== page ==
As I listen to Denisa and follow her journey, I am reminded of how universal the principle of holding our urgency is. She says that her movement is very conscious that data, information, and relationships move at the speed of trust. I am also left grappling with how we might ever put a value on her movement's contribution. Imagine, what it would take to build anything like her movement, the way we might imagine building a school. A movement mobilizing a community around audacious hope, and ideas for a better future against all odds. A movement nurturing families through an endless series of setbacks, to retain hope on this long journey. Denisa's alliance is bound by empathy and compassion, serves the community, builds strong personal bonds, helps out when institutions fail. What she strives for, indigenous culture and public health, are public goods desired by everyone in her society and government. Her movement knows how to channel frustration, and setbacks, into constructive ideas that members of her community can act on or present back to public leaders. Ideas backed by science. And, to round it all off, it propels families, and in particular women and girls, into knowing that they can change things, that they can gain power.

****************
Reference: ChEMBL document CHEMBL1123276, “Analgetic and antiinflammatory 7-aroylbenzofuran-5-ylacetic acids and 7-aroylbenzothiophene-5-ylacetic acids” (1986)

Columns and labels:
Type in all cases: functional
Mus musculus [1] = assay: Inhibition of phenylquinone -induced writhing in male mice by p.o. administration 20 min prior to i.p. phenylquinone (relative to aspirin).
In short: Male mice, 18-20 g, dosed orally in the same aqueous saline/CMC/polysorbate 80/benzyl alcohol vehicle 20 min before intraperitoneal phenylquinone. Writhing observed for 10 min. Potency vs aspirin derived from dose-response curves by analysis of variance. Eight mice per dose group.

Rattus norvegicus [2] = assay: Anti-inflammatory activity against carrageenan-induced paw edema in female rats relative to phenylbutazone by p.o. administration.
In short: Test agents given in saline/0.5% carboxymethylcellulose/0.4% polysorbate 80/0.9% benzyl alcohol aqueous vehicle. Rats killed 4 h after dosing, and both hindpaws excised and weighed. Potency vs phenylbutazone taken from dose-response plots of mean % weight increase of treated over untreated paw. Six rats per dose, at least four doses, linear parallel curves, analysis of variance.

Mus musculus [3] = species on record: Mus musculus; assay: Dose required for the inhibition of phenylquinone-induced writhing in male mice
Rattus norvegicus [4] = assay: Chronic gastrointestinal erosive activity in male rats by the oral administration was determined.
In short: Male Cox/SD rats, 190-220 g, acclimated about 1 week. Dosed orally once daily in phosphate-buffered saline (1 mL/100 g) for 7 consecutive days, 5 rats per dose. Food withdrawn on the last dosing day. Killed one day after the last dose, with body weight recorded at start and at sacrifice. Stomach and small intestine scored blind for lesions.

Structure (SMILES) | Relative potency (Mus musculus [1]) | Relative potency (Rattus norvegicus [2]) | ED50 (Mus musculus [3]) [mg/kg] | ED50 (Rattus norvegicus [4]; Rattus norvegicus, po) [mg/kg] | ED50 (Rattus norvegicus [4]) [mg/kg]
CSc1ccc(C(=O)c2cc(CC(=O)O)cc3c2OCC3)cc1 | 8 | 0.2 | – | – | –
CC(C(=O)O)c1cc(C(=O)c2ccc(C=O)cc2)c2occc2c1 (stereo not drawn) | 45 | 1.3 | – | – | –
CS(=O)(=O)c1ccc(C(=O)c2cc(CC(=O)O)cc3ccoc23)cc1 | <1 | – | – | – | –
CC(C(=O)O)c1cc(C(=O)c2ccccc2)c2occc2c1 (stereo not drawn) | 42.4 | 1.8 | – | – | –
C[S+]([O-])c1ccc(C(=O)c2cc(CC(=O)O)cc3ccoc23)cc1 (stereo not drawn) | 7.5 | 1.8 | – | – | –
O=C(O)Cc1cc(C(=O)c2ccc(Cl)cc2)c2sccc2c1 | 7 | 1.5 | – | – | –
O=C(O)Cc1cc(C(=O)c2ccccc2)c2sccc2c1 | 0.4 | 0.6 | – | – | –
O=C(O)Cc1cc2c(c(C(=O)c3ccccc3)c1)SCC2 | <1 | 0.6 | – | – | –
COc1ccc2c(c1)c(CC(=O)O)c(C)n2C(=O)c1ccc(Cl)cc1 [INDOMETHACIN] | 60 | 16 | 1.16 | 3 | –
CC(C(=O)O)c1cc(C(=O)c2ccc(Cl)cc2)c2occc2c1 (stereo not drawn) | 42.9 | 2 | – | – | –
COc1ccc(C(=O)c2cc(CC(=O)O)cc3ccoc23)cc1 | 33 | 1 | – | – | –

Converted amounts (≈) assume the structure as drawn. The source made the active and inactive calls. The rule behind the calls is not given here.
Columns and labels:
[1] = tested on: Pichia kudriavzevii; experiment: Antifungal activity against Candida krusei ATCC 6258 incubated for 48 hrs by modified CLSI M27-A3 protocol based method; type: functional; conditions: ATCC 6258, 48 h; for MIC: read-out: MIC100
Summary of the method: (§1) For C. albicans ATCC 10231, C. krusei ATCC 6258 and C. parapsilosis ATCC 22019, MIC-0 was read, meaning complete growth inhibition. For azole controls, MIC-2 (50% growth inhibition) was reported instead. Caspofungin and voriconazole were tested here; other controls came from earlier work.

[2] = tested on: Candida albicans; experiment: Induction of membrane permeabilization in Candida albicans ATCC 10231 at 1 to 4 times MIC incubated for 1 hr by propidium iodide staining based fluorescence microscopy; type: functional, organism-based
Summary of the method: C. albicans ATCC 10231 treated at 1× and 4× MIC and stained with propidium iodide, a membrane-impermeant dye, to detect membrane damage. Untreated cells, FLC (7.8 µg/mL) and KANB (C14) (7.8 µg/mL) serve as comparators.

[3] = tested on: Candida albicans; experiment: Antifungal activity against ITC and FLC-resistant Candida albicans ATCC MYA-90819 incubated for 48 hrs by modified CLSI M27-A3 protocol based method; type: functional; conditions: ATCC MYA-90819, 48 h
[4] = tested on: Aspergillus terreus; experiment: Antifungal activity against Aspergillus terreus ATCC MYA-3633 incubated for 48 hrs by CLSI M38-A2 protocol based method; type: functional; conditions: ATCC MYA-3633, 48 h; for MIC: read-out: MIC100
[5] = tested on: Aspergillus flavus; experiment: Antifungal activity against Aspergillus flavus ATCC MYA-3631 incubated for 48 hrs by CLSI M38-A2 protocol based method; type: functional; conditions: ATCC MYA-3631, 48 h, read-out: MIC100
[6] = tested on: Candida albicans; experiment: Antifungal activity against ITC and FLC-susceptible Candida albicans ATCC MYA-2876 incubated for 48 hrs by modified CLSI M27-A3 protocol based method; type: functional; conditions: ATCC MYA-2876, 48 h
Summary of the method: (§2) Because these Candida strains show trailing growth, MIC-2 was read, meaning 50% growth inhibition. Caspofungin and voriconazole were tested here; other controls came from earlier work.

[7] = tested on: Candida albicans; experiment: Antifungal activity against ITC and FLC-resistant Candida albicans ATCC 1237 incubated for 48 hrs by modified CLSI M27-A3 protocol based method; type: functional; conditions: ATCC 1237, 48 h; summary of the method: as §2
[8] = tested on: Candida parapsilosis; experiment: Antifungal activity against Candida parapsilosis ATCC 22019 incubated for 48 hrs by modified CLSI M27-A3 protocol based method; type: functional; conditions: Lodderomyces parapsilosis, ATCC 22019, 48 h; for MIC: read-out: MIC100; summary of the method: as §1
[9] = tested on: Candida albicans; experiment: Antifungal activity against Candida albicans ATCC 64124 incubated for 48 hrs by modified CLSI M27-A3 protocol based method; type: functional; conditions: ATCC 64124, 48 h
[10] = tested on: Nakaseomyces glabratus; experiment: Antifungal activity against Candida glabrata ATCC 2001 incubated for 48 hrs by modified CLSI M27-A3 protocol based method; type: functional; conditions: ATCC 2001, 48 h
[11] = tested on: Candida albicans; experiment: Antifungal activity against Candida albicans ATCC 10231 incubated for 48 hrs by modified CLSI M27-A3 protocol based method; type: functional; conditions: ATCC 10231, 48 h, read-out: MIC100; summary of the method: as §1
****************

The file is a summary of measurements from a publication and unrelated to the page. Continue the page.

in·​valu·​able: Something so precious, that one cannot assign a price to it.

My take-away here is this. The Slow Lane is full of audacious visions for the future, that may or may not come to fruition. But in the process, the Slow Lane produces incredible value through community organizing, creating a platform for democratic participation to people who have long been excluded. Their ideas, voices, actions, and values make our democracies richer and more resilient.


I hope you enjoyed this story. Please, don't forget to send my any comment or feedback, and share this post with others who might enjoy it. In my next story, I will continue exploring the democratic healing of the Slow Lane by contrasting my experience with the divisive Catalan independence movement, and the peaceful abolition of the abortion paragraph from the constitution of Ireland.